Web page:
The Climate System
EESC 2100 Spring 2007
Lectures - Monday and Wednesday, 11:00 AM - 12:15 PM
Lab - Tuesday, 4:10 PM -7 PM
Nutrients and Ocean Chemistry
Take away ideas and understandings
- Biologic processes cause most of the observed changes in ocean chemistry.
Know and understand the typical depth profiles of biolimiting, biointermediate,
and bioinert elements.
- Understand why the ocean is salty. The definitions of Alkalinity and
elemental residence times and why they are important.
- Understand how the ocean carbonate system buffers (balances) ocean
- Understand atmosphere-ocean CO2 gas exchange and the relative
roles of the ocean and atmosphere C reservoirs.
- Ocean chemistry strongly linked to land (chemical weathering), ocean
biology, atmosphere (gas exchange), and ocean mixing (Fig
I. Photosynthesis & respiration generalized reactions
- Carbon dioxide, water & solar energy yield (in algae & other "green" plants)
carbohydrate & oxygen (Fig
- 1 mole of CO2 consumed as 1 mole of O2 produced
- Major influence on chemistry of surface ocean
- Respiration as "inverse" process releases biochemical energy
for organisms (Fig
- Some organic particles in surface ocean sink to deeper water before respiration
II. Representative organic molecules
synthesized by all organisms
- Nitrogen-bearing base from DNA & RNA (adenine) (Fig
- Phosphorus-bearing mononucleotide (in RNA & DNA) (Fig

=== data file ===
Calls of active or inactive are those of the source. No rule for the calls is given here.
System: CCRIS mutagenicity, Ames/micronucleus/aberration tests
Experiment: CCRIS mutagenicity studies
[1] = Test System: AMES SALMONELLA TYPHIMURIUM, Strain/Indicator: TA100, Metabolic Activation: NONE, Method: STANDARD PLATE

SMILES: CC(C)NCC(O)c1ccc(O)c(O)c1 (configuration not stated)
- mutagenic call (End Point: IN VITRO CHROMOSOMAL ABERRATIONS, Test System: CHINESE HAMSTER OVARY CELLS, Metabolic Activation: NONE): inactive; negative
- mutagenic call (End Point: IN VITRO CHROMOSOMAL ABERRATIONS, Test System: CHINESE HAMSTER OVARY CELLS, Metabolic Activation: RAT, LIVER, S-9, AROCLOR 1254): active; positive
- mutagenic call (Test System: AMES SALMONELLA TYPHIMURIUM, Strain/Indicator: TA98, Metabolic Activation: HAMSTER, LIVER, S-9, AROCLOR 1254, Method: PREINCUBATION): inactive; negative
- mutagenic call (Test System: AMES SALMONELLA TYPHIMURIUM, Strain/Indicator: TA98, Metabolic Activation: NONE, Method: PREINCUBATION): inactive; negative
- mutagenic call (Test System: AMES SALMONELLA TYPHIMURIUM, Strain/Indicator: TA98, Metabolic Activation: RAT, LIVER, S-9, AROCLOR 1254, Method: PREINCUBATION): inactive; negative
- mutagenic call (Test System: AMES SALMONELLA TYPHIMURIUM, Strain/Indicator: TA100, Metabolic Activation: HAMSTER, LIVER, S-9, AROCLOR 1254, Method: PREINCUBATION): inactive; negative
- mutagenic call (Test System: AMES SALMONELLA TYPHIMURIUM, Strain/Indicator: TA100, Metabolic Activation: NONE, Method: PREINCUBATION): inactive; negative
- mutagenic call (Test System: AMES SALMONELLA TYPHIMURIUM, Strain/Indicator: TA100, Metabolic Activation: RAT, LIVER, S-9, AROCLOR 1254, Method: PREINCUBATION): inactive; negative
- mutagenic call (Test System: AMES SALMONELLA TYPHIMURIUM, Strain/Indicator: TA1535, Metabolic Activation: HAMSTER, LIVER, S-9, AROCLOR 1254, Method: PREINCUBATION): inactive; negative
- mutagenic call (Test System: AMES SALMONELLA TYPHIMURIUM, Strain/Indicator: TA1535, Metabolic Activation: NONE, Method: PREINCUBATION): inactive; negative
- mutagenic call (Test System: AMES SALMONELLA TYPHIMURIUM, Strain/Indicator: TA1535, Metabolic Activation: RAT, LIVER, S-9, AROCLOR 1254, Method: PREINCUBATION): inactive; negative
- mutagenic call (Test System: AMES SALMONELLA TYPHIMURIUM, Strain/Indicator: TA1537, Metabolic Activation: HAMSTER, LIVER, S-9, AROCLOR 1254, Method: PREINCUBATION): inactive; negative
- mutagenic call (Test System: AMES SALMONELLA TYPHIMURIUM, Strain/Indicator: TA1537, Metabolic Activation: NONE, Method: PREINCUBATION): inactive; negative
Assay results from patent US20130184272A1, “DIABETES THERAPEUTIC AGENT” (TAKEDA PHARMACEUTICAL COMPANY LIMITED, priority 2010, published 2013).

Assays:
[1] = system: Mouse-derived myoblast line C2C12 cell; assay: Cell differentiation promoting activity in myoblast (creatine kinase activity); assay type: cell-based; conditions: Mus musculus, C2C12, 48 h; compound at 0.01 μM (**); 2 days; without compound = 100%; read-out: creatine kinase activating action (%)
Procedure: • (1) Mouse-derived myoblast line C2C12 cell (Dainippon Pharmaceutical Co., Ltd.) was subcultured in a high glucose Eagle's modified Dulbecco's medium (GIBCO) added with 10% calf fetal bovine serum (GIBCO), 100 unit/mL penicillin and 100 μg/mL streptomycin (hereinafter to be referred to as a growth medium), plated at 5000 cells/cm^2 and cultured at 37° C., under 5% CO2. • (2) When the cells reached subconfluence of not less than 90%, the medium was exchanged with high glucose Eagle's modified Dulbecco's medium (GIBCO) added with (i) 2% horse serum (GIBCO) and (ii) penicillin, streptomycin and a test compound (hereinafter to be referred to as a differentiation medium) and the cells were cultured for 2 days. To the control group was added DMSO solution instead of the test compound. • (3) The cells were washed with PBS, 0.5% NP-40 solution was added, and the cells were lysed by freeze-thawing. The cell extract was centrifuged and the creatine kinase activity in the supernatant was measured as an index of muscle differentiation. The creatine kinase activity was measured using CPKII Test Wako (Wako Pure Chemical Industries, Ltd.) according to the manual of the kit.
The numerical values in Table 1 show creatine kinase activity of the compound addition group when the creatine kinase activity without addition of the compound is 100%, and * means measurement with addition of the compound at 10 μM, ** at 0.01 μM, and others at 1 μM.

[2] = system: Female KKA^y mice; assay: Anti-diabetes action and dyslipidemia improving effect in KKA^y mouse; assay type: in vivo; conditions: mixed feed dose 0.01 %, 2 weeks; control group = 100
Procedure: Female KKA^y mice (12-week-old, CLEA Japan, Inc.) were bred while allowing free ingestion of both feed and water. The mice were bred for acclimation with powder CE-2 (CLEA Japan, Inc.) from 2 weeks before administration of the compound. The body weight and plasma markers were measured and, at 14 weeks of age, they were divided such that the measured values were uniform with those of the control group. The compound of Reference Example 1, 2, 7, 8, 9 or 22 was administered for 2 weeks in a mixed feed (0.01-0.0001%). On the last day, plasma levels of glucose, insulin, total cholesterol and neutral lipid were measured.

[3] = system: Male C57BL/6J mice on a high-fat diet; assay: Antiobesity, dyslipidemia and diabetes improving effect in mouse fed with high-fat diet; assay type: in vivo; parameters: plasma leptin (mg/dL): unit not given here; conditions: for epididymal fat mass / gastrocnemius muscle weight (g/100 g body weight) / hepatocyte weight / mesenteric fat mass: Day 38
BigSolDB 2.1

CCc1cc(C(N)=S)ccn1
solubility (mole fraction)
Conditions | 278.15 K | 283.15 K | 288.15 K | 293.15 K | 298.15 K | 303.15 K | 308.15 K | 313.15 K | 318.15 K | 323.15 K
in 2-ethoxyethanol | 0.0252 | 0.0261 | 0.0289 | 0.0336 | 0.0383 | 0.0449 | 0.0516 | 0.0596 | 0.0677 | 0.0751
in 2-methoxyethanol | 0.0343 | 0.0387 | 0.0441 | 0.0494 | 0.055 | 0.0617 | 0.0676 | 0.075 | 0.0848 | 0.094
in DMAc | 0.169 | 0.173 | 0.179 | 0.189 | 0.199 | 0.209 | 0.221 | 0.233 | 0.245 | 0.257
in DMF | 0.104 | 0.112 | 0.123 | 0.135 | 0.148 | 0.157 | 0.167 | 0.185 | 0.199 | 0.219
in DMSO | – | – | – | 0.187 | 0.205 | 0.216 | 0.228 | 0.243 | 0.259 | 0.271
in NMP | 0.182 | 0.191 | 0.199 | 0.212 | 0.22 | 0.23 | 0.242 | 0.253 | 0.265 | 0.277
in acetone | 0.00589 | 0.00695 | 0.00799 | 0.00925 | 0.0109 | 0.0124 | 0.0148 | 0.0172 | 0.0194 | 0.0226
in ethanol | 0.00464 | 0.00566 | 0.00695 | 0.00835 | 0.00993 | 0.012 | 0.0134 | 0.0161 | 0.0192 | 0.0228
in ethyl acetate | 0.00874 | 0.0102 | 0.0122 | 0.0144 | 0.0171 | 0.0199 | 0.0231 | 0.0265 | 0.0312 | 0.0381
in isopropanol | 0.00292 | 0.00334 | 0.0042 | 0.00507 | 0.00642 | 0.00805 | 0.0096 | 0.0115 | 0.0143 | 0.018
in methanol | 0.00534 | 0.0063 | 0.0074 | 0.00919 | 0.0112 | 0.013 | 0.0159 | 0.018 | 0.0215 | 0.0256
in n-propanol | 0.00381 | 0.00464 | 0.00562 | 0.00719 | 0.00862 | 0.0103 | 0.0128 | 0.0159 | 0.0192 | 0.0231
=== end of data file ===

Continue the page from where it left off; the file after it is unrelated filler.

- ATP; main energy transport molecule in cells containing N & P (Fig
- Production of organic molecules includes large amounts of N & P as well
III. Depth profiles of concentrations in ocean influenced by organisms
- Temperature & salinity depth profiles result in large density gradients (Fig
- Dissolved oxygen depleted in deep water & especially near base of thermocline
- Nitrate, silicate & phosphate almost completely removed from surface
- Partial depletion of inorganic carbon from surface waters (Fig
IV. Why the ocean is salty
- Weathering of continental rocks by chemical and physical processes and
dissolution of rocks to their elemental constituents.
- These dissolved products are transported by rivers to oceans where they
accumulate. Some accumulate very slowly, others more quickly.
- The ocean has, on average, 35 ppt salinity (3.5%), 99.9% of which is
composed of the elements shown in Figure 8.
VI. Covariation of nutrient concentrations in sea water
- Nearly constant ratio of N to P in much of the ocean 16:1 molar ratio (Fig
- Surface waters with little N or P, while deep waters much higher
- The N:P ratio (the Redfield ratio) is the same in plankton as it is in
water, reflecting the linkage between life and chemistry in the ocean.
VII. Gas exchange of O2 and CO2
- Dissolved gases of surface mixed layer are exchanged with atmospheric
17) more rapidly than uptake or production during photosynthesis
- Thus "extra" O2 generated by green plants moves
into the overlying atmosphere fairly rapidly
- Surface ocean remains saturated in O2 due to gas exchange,
even in areas with very low rates of photosynthesis
- Mixed layer of ocean always has sufficient CO2 for photosynthesis,
even in areas of strong upwelling and very high rates of primary production.
VIII. Schematic cycles of nutrient elements in the ocean
- Two box model (Fig
18) of surface mixed layer (photosynthesis zone) and